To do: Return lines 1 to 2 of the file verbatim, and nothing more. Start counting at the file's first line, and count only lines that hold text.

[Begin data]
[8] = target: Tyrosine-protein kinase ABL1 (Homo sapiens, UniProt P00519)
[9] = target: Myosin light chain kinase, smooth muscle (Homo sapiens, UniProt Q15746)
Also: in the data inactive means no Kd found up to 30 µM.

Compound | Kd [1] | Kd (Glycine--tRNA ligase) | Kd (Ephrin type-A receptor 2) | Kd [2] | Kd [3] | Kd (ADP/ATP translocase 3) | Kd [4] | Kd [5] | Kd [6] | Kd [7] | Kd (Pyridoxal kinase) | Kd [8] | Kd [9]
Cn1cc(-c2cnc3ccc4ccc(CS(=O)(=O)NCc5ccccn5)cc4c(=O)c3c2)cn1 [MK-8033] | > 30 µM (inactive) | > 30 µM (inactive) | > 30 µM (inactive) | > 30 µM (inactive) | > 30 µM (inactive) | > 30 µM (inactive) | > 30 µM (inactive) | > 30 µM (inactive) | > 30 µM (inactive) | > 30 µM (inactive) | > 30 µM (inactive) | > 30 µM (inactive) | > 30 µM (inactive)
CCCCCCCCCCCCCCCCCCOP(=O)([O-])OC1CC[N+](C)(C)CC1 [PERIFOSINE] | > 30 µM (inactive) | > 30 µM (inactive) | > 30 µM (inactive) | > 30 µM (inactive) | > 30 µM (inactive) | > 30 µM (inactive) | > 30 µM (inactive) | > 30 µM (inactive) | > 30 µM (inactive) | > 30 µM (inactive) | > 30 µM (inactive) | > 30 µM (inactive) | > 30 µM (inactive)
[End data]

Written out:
[8] = target: Tyrosine-protein kinase ABL1 (Homo sapiens, UniProt P00519)
[9] = target: Myosin light chain kinase, smooth muscle (Homo sapiens, UniProt Q15746)